Russia and Georgia have agreed to launch this year construction of a tunnel at a key crossing used by Armenian passengers and traders for travel and transportation of goods, Armenian Minister of Transportation Vahan Martirosian told media in Yerevan on Tuesday.
The Armenian official said that the tunnel design at the mountainous Upper Lars checkpoint where traffic is made particularly difficult in summer and winter due to mudslides and avalanche risks is nearing completion, but before that there is an agreement that the crossing will be modernized and the road will be broadened.
“It will, of course, take longer to complete the construction of the tunnel, but we hope that the rest of the modernization work will be completed by the end of the year,” Martirosian said.
Upper Lars is the transport corridor through which Armenia carries out most of its trade with its key economic and trade partner, Russia. Armenian companies incur losses when traffic through the crossing is complicated by natural calamities.
Issues related to the transportation sector were also discussed when Georgian Prime Minister Giorgi Kvirikashvili visited Yerevan and met with Armenia’s leaders last Friday. Although Upper Lars was not directly mentioned in the official information released about Kvirikashvili’s meetings, Armenian Prime Minister Karen Karapetian stressed that for both countries the transportation sphere was of special importance.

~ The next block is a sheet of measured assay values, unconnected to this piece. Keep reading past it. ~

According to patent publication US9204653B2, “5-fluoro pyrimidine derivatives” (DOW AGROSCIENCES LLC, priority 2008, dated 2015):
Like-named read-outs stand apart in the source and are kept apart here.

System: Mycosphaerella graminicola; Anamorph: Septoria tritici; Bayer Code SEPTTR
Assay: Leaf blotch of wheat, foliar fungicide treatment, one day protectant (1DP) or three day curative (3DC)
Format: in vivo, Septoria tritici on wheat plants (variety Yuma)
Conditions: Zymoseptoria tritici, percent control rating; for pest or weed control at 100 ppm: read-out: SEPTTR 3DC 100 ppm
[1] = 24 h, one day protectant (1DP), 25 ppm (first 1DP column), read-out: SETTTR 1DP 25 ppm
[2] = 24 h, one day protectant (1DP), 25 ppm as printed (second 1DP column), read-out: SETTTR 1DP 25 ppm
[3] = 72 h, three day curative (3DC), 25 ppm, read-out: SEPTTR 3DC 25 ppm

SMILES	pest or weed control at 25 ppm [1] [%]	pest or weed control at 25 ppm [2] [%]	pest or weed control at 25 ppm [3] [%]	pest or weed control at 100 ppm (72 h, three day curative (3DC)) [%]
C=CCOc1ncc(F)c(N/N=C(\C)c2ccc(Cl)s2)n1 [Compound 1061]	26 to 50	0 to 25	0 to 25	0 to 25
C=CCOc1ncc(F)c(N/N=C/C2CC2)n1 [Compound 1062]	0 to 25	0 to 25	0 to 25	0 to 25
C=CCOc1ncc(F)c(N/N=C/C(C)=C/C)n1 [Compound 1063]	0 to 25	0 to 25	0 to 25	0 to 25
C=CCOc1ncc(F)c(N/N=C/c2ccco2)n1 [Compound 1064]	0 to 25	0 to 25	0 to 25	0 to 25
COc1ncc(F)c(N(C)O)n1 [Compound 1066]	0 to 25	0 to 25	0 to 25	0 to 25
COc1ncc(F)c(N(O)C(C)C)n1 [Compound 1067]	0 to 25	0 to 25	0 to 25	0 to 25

Visiting Tbilisi in February 2017, Karapetian said at a news briefing that there would be an alternative to the Upper Lars crossing. He did not elaborate then. In January 2018, talking to the Russian Kommersant daily, Deputy Foreign Minister of Russia Grigory Karasin said that Yerevan had turned to Moscow on the issue of using a road alternative to Upper Lars.
To the question of RFE/RL’s Armenian service (Azatutyun.am) on whether an alternative road was discussed with the Georgian prime minister in Yerevan, Armenian Transportation Minister Martirosian said: “This matter is at the center of everyone’s attention, but I again want to point out that this is a matter of Russian-Georgian political relations. Of course, Armenia is working towards finding alternative ways, but I repeat that the alternative is not only the roads through Northern Ossetia and Abkhazia.Today we also have an alternative ferry route, which operates very successfully, and lots of cargo shipments are made through this corridor.”